This well illustrated Lawrence Carroll catalogue with essays was written to accompany an exhibition of his work by the Australian government in Venice in 2008. I am always interested in learning from contemporary abstract artists better ways to organize my own work. Lawrence Carroll’s work is layered, oil on canvas strips and segments, painted light, a variation of white on white. His layers are stitched together, overlain and joined together to form a complex monochromatic surface. The paintings have a great deal of presence and his variations with a limited vocabulary is impressive.
I once saw some small Ryman paintings in New York. They were simply gesso applied to cardboard and I was very impressed with them. Over the past 3 years I have started to work with white and lightness, so I decided to look into the work of Robert Ryman. This book is the exhibition catalogue for a show at MOMA and the Tate in 1993. I loved the Surface Veil paintings. It was exciting to see that Lasker has brought forward Ryman`s awkward, thick brush strokes. What did I learned from Robert Ryman? Ryman experimented with materials, like waxed paper and thin sheets of fiberglass, for their own sake – not to reference something else. So I am encouraged to keep experimenting with skins, plastics and acrylic mediums. Keep it light. Aim to make the painting about itself. White really is a beautiful colour.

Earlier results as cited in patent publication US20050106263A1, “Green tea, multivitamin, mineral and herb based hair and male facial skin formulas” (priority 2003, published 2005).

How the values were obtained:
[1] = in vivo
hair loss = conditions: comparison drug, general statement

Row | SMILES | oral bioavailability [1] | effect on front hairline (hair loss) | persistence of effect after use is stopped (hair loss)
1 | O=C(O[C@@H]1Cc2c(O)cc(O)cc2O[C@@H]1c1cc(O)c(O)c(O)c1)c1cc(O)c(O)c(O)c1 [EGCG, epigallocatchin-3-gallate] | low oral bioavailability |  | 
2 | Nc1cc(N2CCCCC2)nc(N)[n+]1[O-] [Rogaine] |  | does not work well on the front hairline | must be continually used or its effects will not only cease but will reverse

Walk Through Walls: A Memoir by Marina Abramović. When I saw the documentary The Artist is Present, I though ‘Wow – now there’s a great artist.’ I was very happy to learn that Abramovic had recently released a memoir – Walk Through Walls. This is quite possibly the best biography I have ever read. Her life has been fantastic! Her life, her parents’ lives, Yugoslavia, her travels, her performances, and her jokes! – just one amazing event and story after another. Her voice in telling these stories is captivating and very amusing. What did I learn from Abramovic? So much – how to be steadfast and not wimp out, be brave with your vision, use what you’ve got, and invest in real estate if you can. I certainly intend to take in more performance art events.